"I wish I could go back and tell my teenage self that in a few years, the legs I hated so much would get me into Vogue," Lucy Beall said.
The faces of the medical professionals in the Austin delivery room at Seton Hall Hospital changed from ones of delight to those of concern shortly after Lucy Beall was delivered. The 6-pound, little infant girl had chunks of skin missing around her mouth and was covered in raw, red blisters.
She was born with epidermolysis bullosa, an extremely uncommon genetic condition that results in excruciating blisters at the least touch and affects about 200 people in the United States every year. Beall, now 24 years old, defies all expectations and fights for herself and other people with the condition despite being expected to die in infancy, per PEOPLE. "I grew up knowing that my condition didn't just mean a more difficult life, but possibly a shorter one, and it was a very heavy burden," Beall says. "I want people to see that I'm so much more than just my scars."
Dr. James Feinstein, Beall's childhood doctor and the pediatric director for the Epidermolysis Bullosa Multidisciplinary Program at Children's Hospital Colorado in Denver explains, "There's a daily challenge for patients living with EB — it's a very painful and overwhelming disease." Given her life-threatening situation, Beall's doctors opted to perform a specialized—and risky—surgery to insert a small balloon into her throat when she was 17. In five months, Beall shared, she gained back all her weight, adding, "I was healthy for the first time since I was 13."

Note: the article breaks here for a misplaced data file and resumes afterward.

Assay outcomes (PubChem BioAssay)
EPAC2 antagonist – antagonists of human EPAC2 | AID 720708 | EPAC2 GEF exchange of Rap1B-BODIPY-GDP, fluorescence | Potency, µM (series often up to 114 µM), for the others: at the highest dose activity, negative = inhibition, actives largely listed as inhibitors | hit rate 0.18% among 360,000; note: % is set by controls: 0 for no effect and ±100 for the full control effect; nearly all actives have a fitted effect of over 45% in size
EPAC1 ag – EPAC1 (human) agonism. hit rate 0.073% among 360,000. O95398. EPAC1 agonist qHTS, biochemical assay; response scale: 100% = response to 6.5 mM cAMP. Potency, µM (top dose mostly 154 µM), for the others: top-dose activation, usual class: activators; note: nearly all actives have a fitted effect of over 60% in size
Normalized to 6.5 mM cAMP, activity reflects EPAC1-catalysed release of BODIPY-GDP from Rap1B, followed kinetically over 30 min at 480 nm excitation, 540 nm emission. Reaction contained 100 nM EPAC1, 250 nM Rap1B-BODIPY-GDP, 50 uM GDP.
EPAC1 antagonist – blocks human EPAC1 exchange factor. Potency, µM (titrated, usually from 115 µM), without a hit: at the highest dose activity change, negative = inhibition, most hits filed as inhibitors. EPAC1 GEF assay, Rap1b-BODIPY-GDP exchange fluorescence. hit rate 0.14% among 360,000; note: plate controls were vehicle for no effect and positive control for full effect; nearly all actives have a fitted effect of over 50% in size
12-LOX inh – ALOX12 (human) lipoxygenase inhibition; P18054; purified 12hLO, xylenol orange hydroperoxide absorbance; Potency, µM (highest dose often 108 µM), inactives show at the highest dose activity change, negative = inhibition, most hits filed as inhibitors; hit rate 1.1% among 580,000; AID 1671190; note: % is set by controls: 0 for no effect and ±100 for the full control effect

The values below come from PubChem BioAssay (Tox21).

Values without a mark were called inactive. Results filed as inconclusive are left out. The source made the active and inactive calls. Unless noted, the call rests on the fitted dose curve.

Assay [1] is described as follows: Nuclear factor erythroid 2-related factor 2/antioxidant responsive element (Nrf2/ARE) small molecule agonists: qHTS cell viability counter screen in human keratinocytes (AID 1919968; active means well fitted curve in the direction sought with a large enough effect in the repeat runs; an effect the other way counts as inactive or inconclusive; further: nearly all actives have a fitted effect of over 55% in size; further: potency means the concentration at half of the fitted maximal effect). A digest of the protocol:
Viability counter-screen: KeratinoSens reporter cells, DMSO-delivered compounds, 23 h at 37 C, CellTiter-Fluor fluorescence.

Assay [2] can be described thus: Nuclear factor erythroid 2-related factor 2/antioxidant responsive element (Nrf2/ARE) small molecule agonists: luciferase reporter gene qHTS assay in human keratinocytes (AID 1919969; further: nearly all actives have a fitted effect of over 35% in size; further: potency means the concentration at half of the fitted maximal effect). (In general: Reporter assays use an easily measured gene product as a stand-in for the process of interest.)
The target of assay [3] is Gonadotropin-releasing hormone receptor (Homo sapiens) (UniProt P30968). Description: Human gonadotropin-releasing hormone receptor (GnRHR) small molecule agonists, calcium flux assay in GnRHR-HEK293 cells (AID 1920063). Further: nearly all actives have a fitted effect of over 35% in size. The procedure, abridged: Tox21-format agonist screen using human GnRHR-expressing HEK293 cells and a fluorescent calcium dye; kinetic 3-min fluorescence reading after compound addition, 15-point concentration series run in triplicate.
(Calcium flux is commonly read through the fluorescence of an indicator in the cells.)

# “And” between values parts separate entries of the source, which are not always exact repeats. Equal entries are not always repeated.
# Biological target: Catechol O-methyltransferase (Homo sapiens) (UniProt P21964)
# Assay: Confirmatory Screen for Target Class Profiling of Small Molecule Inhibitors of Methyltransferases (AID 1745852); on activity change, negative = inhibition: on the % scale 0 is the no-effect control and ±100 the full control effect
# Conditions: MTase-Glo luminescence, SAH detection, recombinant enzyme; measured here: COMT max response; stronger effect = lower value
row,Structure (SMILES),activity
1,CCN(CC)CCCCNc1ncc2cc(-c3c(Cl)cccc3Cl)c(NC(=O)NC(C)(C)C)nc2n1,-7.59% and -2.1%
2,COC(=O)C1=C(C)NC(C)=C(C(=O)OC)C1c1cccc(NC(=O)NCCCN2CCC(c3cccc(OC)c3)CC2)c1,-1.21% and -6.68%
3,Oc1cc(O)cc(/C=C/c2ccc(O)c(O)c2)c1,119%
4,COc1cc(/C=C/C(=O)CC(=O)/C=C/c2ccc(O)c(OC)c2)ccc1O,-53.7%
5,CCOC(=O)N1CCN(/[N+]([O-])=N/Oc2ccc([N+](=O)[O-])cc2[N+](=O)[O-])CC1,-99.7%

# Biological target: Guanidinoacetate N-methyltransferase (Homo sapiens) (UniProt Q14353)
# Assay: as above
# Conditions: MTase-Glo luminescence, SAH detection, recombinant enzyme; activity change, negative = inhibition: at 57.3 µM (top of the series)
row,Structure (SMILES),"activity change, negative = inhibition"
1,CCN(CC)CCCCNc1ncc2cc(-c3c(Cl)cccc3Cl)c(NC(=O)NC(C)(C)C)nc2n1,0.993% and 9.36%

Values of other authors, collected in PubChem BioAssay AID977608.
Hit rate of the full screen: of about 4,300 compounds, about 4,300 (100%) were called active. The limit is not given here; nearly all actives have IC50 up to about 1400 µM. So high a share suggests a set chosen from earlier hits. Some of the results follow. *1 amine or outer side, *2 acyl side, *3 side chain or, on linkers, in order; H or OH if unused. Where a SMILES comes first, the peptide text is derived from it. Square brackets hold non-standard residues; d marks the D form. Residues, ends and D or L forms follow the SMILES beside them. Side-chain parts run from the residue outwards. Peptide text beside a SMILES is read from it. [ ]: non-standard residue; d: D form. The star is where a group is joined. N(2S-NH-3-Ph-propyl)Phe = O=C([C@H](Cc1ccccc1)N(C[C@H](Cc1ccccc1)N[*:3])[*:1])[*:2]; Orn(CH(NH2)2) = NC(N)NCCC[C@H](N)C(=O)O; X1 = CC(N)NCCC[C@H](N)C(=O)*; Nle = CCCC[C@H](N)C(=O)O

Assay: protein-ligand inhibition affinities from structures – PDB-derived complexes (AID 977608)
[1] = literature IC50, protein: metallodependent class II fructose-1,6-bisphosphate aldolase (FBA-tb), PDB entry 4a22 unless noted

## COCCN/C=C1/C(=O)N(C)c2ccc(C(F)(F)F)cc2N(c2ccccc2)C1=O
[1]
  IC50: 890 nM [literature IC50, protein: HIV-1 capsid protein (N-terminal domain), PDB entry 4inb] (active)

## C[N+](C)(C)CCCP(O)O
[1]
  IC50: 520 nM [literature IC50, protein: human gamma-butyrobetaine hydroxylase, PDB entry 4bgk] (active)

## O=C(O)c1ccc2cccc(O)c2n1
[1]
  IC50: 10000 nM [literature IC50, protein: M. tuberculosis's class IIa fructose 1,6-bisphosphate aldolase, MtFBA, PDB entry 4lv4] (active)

Beall studied art history at the University of St. Andrews in Scotland before moving abroad after receiving her diploma in 2016. "My body might be limited, but my mind isn't," she says, "So I decided I wanted to let that take me as far as it possibly could."
Beall, who resides in Cambridge, England, began posting pictures of her scars on social media and within a year had 20,000 Instagram followers. This resulted in modeling assignments for magazines including Cosmopolitan UK and Vogue Italia. "I decided to confront the negative feelings I had about my body and turn them into something positive. I wish I could go back and tell my teenage self that in a few years, the legs I hated so much would get me into Vogue."
Beall also uses Instagram to raise awareness and funds for EB research by highlighting EB organizations she works with, such as DEBRA UK and the EB Research Partnership. Beall and her family also established their foundation, the Beall Family Endowed Fund for EB. "I hope my efforts can improve the daily lives of people with EB and raise funds for medical necessities," she says.
Beall is now looking forward. She already holds a first master's degree in art history from the Courtauld Institute of Art at the University of London, and she is eager to complete her second master's degree in medieval art history at the University of Cambridge in June. While continuing to live life to the fullest for as long as she can, she will continue to advocate for those who have EB. "One of the biggest takeaways from living with something as scary as EB," she says, "is that whenever I'm happy, it's really all I want."
Cover Image Source: Instagram | @lucy_bealll